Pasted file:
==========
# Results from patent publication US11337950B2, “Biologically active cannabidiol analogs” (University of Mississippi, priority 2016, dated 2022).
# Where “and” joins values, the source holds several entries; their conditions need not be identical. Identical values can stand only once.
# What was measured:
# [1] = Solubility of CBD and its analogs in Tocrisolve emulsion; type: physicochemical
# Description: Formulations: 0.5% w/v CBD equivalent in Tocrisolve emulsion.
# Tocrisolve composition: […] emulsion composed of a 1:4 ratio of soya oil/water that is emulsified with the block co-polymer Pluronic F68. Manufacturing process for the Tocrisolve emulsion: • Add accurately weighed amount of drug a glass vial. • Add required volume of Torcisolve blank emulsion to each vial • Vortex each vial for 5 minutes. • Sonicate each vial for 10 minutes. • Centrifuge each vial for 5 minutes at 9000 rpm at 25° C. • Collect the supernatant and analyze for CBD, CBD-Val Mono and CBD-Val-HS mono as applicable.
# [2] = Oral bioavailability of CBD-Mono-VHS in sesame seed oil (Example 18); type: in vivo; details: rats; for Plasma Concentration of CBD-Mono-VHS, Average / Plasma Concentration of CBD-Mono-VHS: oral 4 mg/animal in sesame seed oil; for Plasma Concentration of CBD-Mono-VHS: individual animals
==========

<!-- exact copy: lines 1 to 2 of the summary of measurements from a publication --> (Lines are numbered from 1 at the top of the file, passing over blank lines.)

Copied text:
# Results from patent publication US11337950B2, “Biologically active cannabidiol analogs” (University of Mississippi, priority 2016, dated 2022).
# Where “and” joins values, the source holds several entries; their conditions need not be identical. Identical values can stand only once.